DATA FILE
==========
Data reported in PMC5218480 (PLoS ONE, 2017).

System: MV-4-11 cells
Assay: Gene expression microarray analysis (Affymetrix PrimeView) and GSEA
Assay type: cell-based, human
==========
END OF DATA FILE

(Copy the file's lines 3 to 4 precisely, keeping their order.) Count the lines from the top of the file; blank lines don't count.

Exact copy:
Assay: Gene expression microarray analysis (Affymetrix PrimeView) and GSEA
Assay type: cell-based, human